Washington, D.C. – The United Nations Working Group on Arbitrary Detention has issued an opinion finding the detention of Tajik human rights lawyer Buzurgmehr Yorov to be a violation of international law. The UN concluded that the charges against Yorov were baseless and that the motivation of the Government of Tajikistan in imprisoning him was to punish him for his representation of members of the political opposition. The UN called on the Government of Tajikistan to release Yorov.
The UN made its determination based on a legal petition filed on behalf of Yorov by the NGOs Freedom Now and Lawyers for Lawyers and law firms Hogan Lovells US LLP and DLA Piper UK LLP.
“Buzurgmehr Yorov is an indefatigable advocate for human rights defenders, opposition politicians, and other politically persecuted individuals in Tajikistan,” said Freedom Now Executive Director Maran Turner. “His continued detention is a deeply troubling example of Tajikistan’s disrespect for rule of law and its harsh contempt for anyone who challenges its authority. We call on the Tajik government to comply with the United Nations and immediately and unconditionally release Yorov.”
Yorov is one of Tajikistan’s most eminent human rights lawyers, a reputation developed by taking on a number of high-profile legal cases, representing individuals prosecuted by the government of Tajikistan on politically-motivated charges. Before imprisoning him, authorities attempted to dissolve his law firm to prevent him from providing a legal defense to people the government sought to lock away.
In early September 2015, Yorov began representing 13 members of the Islamic Renaissance Party of Tajikistan (IRPT), the popular political party that had been falsely accused by the government of orchestrating a failed coup. Shortly before his arrest, Yorov gave an interview in which he announced that his client had been tortured in pre-trial detention and called for a coalition of lawyers to join him in representing the detained IRPT members. Police arrested Yorov on the same day that the Tajik Supreme Court designated the IRPT a terrorist organization.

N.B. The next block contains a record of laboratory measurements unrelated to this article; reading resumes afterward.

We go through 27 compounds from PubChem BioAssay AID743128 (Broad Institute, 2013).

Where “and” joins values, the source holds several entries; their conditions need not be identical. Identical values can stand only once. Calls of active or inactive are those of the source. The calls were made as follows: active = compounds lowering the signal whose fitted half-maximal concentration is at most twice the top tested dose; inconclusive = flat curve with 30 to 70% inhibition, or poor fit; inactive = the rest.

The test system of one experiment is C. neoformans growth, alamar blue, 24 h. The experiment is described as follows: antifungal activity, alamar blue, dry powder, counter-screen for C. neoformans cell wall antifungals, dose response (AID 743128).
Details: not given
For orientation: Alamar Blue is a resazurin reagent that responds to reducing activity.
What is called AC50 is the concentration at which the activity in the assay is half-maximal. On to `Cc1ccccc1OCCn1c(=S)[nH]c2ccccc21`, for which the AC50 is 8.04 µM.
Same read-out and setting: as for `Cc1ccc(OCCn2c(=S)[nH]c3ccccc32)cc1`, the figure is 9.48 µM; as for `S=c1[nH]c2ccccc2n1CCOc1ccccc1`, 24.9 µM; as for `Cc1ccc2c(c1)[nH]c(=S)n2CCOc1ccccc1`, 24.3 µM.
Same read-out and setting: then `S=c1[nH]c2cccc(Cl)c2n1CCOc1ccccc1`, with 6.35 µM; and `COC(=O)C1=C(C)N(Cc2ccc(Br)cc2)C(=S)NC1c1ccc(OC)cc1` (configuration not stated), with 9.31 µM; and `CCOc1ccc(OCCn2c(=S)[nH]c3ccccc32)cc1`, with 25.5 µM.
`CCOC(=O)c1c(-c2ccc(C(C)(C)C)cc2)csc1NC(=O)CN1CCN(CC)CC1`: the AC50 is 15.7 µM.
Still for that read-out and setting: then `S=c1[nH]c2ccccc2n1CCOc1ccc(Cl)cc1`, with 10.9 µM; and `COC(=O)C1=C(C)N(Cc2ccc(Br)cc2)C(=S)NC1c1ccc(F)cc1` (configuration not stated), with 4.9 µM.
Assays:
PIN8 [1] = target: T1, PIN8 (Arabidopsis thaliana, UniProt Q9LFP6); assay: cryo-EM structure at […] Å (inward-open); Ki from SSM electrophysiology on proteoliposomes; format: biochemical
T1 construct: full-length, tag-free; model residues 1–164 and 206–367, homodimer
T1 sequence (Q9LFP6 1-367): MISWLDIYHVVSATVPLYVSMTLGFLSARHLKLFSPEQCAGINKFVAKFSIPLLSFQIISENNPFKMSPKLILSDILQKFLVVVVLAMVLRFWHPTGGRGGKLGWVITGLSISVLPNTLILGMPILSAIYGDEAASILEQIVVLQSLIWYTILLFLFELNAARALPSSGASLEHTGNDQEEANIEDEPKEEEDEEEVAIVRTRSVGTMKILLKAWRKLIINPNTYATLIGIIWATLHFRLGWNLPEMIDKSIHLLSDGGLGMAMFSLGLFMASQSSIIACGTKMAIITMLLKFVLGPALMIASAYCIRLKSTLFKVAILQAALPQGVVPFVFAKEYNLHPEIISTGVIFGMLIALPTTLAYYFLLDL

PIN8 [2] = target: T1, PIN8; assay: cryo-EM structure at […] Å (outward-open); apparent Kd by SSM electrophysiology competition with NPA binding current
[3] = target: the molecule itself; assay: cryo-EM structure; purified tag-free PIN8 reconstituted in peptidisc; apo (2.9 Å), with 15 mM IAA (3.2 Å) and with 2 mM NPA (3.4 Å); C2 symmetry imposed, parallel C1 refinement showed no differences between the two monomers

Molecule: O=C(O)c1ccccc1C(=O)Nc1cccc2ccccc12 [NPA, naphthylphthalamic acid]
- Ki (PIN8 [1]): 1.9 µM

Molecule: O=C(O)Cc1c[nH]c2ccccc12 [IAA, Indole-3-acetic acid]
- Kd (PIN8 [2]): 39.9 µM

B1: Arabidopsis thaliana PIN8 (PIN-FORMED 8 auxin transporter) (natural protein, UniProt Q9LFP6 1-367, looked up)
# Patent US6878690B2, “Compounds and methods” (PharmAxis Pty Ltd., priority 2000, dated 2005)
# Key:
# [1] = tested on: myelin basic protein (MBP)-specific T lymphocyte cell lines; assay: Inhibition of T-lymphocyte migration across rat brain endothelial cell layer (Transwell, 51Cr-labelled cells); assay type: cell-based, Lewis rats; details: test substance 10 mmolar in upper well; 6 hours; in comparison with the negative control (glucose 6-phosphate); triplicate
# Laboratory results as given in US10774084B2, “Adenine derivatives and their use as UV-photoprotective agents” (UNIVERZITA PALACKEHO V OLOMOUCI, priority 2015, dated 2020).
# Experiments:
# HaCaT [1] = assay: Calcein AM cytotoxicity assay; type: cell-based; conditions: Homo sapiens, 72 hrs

Following various prosecutions that ignored international due process standards, Yorov is serving a combined sentence of 28 years in prison. He was initially held for eight months before his trial began during which time he was beaten and held in solitary confinement on several occasions. On October 6, 2015, a court sentenced Yorov to 23 years in prison on charges of fraud, forgery, “arousing national, racial, local, or religious hostility”, and extremism. Before his sentencing, Yorov read aloud an 11th century poem by a Persian poet. As a result, authorities charged him with contempt of court and insulting a government official. For these charges he was given a second trial and sentenced to an additional two years. Five months later, Yorov was placed on trial for a third time on charges of fraud and publicly insulting the president. He was sentenced to 12 years of confinement in a maximum security prison, but because of the interrelated nature of the charges across all three trials, his sentence was capped at 28 years.
“The harassment and detention of Yorov is indicative of a broader trend in Tajikistan,” said Lawyers for Lawyers Executive Director Judith Lichtenberg. “Over the past five years we have seen a full-scale assault on the legal community, which has resulted in the imprisonment or self-imposed exile of several of the country’s leading lawyers. In order to fulfill its international obligations and respect the rule of law, Tajikistan must free all imprisoned lawyers and eliminate restrictions on the legal profession.”
Since 2014, authorities have arrested and detained at least six human rights lawyers –Shukhrat Kudratov, Fakhriddin Zokirov, Buzurgmehr Yorov, Jamshed Yorov, Nuriddin Makhkamov, and Dilbar Dodojonova – as well as Firuz and Daler Tabarov, sons of Iskhok Tabarov, another prominent lawyer. Zokirov was released after two periods of imprisonment. Jamshed Yorov, Buzurgmehr’s brother, was released on September 30, 2016 and fled the county. Kudratov was released early in August 2018, but faced continued harassment. Nuriddin Makhkamov, Yorov’s law partner, was tried alongside Yorov on extremism charges and sentenced to 21 years imprisonment. In May 2017, shortly after she had posted on Facebook an appeal to President Rahmon to halt his persecution of her imprisoned colleague Yorov, leading human rights lawyer Fayzinisso Vohidova was interrogated and blocked from leaving the country. Vohidova was ultimately allowed to leave Tajikistan, but sadly passed away in January 2019 before her law license was reinstated.
The government has also taken steps to curtail the independence of the bar. In November 2015, a new law passed that required all lawyers to renew their law license with the Justice Ministry – instead of the independent bar association – and to retake the bar examination every five years. The bar exam includes questions on a broad range of subjects unrelated to law, such as history, culture, and politics. In the wake of these amendments, the number of licensed lawyers in the country has fallen from more than 1,200 in 2015 to just 600 in 2017. As a result of these restrictions, there is approximately only one lawyer per 14,500 people in Tajikistan, the second lowest per capita rate in Central Asia behind